Creekside, it appears, is continuing its slow path to rejuvenation.
Another open house was held this week to discuss the rezoning of the Creekside Plaza, as its developers move toward their new vision for the area.
Earlier this month, Whistler Council supported an amendment that would prohibit the liquor store from moving to the Creekside Plaza from its current home on Franz's Trail.
The concern being that it would simply mean shoppers would drive and park to get groceries, or shopping from the Franz's area, and then get back in their cars to pick up their libations across the street at Creekside Plaza.
The new Creekside development will offer a welcome sight as visitors arrive in Whistler and there is little doubt that the amenities it will offer, including some staff housing, will be appreciated by local residents as well.
The Creekside Plaza Ltd. proponents—the company is owned by Dan Jekubik and his brothers—have invested $1.3 million in improvements to the property since buying it in 2010, including a new roof for the building at 2011, landscaping, roadwork and more.
"I really want to build something nice and something that I can be proud of that helps the community..." Jekubik told Pique earlier.
This is a development that is widely celebrated and it's a relief that the proponents will continue even without the liquor store.
Franz's Trail, meanwhile, was purchased in November by Kaori and Ray Zage under their company BTC Ltd.
The Zages have owned a home in Creekside since 2008, and bought Franz's Trail from Imperium Blue, which purchased the real estate from Florida-based CNL Lifestyle Properties last year. CNL purchased an 80-per-cent stake in Creekside in 2004 from Intrawest.
The Zages have suggested that they want to help make the Creekside area livelier and reinvigorate it—a long-time hope of most people.
It's decades since the first visitor took the Creekside Gondola up Whistler Mountain (renamed from London Mountain in 1965) and yet we are still trying to find out where this unique area fits into Whistler's great plan.
CNL was focused on finding tenants that were unique and/or offered something quintessentially Canadian. Its hope was to make Creekside Village a "must-visit" location. That clearly hasn't happened.
In the spring of 2016, there was a bit of a buzz when it was announced that the Gateway building, which has been vacant for years, was to open as a fitness gym in the fall. Here we are two years later and it still seems to be under renovation in its interior with no opening date set (messages to the owner were not returned by print deadline).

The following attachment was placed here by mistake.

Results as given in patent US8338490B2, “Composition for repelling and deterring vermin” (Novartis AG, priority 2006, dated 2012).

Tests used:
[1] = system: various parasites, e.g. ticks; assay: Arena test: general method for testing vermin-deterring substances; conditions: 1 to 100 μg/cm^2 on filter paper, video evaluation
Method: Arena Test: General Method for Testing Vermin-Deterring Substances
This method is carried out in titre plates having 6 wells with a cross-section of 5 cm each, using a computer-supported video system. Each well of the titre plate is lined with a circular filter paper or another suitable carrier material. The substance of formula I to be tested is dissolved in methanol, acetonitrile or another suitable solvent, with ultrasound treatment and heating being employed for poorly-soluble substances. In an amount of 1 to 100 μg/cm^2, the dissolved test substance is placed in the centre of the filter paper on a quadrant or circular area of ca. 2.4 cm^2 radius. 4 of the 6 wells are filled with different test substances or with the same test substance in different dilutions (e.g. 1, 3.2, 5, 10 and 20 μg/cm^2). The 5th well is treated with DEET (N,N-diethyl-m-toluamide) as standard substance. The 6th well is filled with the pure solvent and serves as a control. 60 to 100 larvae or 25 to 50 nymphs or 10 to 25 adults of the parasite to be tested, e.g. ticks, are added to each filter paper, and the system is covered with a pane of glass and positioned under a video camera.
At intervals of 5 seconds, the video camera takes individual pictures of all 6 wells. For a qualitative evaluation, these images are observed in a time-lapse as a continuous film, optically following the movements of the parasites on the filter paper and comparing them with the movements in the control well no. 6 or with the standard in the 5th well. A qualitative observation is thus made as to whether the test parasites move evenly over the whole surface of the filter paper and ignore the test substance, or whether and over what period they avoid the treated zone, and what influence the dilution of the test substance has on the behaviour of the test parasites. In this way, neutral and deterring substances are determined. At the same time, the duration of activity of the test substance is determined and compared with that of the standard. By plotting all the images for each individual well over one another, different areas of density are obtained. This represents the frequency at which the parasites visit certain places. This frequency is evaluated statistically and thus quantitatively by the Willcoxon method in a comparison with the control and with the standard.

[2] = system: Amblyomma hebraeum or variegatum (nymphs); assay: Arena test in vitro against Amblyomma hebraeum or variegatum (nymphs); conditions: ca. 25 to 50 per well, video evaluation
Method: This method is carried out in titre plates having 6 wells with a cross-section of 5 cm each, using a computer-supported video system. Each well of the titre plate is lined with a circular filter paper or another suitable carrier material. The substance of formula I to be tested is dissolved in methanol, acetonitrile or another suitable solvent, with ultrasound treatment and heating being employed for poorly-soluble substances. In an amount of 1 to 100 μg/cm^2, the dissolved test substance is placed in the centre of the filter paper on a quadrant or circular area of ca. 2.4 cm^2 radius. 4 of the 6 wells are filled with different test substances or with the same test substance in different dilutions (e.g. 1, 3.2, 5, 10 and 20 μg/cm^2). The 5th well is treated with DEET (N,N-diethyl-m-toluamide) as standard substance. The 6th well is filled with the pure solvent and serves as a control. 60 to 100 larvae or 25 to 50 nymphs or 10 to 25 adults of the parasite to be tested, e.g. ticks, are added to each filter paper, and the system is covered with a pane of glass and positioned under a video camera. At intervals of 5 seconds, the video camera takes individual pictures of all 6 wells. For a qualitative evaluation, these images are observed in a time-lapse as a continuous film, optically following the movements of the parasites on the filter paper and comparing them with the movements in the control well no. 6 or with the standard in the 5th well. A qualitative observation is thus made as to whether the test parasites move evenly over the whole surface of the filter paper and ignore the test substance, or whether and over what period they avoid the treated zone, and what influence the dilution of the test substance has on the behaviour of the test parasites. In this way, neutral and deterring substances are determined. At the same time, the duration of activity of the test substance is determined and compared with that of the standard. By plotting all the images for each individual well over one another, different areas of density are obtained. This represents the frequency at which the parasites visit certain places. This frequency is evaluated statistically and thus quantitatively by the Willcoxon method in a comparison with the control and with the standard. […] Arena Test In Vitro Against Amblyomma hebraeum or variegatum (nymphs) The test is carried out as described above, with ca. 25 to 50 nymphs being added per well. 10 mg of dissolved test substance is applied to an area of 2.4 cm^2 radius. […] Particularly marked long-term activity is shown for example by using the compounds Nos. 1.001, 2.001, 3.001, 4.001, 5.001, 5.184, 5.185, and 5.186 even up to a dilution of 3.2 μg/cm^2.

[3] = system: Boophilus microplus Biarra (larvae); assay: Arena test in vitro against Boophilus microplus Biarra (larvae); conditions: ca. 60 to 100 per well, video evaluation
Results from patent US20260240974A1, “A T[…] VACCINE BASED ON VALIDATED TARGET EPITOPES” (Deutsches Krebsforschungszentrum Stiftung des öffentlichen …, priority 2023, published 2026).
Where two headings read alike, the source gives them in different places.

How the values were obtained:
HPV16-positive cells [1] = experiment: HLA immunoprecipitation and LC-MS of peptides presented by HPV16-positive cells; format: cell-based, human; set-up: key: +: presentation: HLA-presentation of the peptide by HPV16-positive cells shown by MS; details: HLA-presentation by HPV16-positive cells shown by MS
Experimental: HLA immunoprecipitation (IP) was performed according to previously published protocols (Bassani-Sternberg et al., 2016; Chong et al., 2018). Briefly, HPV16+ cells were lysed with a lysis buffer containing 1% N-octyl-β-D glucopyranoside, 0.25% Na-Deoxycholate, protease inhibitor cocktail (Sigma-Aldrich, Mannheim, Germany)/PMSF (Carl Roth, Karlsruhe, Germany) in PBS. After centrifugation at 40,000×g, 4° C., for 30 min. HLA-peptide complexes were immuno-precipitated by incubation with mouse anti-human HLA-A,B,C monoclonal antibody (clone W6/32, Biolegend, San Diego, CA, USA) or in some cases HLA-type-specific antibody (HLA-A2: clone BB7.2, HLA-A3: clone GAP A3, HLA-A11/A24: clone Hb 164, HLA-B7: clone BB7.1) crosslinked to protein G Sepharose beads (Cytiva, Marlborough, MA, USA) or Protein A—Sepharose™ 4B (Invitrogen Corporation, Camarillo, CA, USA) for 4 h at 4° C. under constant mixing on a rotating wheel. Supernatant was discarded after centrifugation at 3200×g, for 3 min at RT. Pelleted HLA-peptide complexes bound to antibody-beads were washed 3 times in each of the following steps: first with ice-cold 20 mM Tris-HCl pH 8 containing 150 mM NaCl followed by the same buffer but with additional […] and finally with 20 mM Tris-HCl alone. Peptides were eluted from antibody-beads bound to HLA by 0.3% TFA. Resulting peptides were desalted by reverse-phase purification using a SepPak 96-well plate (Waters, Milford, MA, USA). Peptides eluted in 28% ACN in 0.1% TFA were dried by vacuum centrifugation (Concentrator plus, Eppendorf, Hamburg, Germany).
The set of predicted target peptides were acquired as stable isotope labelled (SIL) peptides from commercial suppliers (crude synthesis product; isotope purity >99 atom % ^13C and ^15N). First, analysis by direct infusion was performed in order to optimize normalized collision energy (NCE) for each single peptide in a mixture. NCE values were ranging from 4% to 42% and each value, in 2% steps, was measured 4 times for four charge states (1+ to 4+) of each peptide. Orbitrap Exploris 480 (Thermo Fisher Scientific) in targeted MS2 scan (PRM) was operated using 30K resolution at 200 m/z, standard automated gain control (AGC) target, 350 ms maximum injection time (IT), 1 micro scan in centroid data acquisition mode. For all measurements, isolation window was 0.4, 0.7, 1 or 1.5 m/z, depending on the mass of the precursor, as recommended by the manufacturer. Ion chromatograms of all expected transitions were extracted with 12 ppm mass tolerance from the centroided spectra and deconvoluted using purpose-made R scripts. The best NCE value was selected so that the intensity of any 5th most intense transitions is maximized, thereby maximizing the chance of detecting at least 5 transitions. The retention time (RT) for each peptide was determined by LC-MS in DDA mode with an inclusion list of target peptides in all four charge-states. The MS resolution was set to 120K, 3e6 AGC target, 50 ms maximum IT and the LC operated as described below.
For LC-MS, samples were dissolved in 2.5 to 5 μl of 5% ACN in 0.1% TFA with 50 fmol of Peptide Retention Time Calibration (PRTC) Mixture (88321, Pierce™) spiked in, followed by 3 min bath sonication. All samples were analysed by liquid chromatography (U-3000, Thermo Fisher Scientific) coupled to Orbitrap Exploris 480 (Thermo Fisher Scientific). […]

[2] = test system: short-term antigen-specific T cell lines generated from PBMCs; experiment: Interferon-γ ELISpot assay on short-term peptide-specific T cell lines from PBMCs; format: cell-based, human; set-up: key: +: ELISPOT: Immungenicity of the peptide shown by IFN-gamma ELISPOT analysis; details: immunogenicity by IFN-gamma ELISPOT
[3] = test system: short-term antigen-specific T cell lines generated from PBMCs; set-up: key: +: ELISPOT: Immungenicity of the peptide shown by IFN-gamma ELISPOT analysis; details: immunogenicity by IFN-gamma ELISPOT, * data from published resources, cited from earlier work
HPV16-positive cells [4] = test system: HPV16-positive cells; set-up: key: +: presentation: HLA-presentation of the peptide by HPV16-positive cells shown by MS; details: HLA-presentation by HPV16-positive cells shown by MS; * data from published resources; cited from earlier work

Originally developed to bring skiing to Whistler, and to push for Olympic bids in the '60s and '70s, real estate development at Creekside took place under Intrawest's watch. It was envisioned as a place where Whistler's heritage would be celebrated. Intrawest wanted to "preserve and enhance the random charm of Whistler's first neighbourhood."
Planner Eldon Beck and architect Ray Letkeman created the idea of Franz's Trail, which was to include funky eateries and unusual shops with the signage all in the rustic hand carved or painted style of the 1960s. It was to reflect the free and easy nature of Whistler "back in the day." Cars were to be kept out of sight in underground parking.
The overarching idea was to create a place for locals to do business, work and hang out.
Tied in with the development of Creekside was the development of the Spring Creek neighbourhood, and also what is now the Nita Lake Lodge and train station area.
The late '90s saw packed community meetings as the master plan for Whistler South was discussed and debated.
What was always understood though was that the village, not Creekside or anywhere else, was to be the focal point of the resort—the place where locals and visitors would mingle. No one wanted a resort village that was just for tourists, as it would lack vibe and businesses would never survive long term.
This understanding reaches all the way back to planning in the early '70s and indeed a study by James Gilmour of the province's Municipal Affairs' planning services department addressed this exact issue.
"This plan strongly recommends the 'single-centred' concept over the 'multi-centred' one for a variety of reasons," wrote Gilmour.
For the most part, this belief has remained intact—perhaps the inability of Creekside to thrive should be laid at the feet of this historical belief?
But this idea is one that time needs to leave behind. We have seen Function Junction morph into a funky little neighbourhood of its own with a grocery store, eateries and successful breweries, as well as many other stores and businesses, industrial and otherwise.
Cheakamus is a thriving neighbourhood as well. Rainbow's modest shopping plaza appears to be doing well at the north end of town as well.
Have we reached critical mass for satellite shopping?